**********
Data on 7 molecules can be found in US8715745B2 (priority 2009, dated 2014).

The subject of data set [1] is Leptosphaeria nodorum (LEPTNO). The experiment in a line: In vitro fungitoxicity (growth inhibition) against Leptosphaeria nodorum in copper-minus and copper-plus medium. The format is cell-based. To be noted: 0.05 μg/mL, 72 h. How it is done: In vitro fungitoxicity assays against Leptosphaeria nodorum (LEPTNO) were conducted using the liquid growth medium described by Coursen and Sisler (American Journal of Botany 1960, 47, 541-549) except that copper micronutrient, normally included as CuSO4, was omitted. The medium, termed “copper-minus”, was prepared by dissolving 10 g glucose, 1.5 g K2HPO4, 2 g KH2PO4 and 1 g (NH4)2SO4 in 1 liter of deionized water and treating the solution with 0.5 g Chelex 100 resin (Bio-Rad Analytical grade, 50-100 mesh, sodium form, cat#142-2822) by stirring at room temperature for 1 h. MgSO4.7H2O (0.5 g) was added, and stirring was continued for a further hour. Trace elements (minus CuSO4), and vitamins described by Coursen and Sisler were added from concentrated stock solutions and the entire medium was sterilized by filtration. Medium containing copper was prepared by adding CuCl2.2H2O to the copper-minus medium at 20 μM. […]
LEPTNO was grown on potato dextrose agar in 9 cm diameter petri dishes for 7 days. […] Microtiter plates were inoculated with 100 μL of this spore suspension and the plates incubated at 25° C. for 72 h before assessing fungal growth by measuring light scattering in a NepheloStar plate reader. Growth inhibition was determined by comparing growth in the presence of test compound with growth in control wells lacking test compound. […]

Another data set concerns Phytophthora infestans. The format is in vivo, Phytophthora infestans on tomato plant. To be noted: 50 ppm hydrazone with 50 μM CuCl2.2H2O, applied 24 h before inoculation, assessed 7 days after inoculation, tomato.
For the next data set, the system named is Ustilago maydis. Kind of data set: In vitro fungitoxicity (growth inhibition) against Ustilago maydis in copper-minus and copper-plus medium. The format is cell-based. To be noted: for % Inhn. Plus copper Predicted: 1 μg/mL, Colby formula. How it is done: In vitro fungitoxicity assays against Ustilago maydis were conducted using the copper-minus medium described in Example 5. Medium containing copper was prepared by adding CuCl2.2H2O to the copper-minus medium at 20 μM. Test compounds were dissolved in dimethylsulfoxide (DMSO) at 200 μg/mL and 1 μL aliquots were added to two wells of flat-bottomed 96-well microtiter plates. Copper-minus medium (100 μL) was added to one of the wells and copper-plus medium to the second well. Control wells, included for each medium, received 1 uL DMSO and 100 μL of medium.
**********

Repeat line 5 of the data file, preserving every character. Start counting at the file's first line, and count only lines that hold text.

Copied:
For the next data set, the system named is Ustilago maydis. Kind of data set: In vitro fungitoxicity (growth inhibition) against Ustilago maydis in copper-minus and copper-plus medium. The format is cell-based. To be noted: for % Inhn. Plus copper Predicted: 1 μg/mL, Colby formula. How it is done: In vitro fungitoxicity assays against Ustilago maydis were conducted using the copper-minus medium described in Example 5. Medium containing copper was prepared by adding CuCl2.2H2O to the copper-minus medium at 20 μM. Test compounds were dissolved in dimethylsulfoxide (DMSO) at 200 μg/mL and 1 μL aliquots were added to two wells of flat-bottomed 96-well microtiter plates. Copper-minus medium (100 μL) was added to one of the wells and copper-plus medium to the second well. Control wells, included for each medium, received 1 uL DMSO and 100 μL of medium.